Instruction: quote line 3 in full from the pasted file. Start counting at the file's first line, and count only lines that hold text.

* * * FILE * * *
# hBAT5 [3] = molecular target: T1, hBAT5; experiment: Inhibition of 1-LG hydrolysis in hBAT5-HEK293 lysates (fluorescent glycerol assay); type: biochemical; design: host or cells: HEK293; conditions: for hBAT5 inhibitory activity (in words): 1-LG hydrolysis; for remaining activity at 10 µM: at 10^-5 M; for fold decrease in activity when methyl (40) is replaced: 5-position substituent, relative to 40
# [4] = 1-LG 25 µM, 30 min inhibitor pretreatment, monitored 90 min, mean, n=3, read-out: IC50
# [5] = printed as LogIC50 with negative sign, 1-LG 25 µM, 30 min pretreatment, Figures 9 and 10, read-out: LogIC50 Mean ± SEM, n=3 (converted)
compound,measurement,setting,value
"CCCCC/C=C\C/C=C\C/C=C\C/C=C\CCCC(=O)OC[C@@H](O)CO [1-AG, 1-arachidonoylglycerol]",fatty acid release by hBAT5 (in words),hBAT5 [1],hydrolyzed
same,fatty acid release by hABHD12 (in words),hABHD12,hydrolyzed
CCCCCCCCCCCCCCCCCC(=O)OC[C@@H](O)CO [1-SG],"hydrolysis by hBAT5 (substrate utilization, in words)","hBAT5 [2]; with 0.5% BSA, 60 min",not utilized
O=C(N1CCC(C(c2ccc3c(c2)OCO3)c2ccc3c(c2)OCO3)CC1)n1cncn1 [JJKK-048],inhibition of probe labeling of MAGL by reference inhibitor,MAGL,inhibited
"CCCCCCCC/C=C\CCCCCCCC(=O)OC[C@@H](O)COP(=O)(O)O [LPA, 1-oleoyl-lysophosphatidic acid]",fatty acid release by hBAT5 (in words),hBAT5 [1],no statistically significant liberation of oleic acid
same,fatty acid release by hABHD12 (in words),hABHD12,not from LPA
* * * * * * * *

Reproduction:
# [5] = printed as LogIC50 with negative sign, 1-LG 25 µM, 30 min pretreatment, Figures 9 and 10, read-out: LogIC50 Mean ± SEM, n=3 (converted)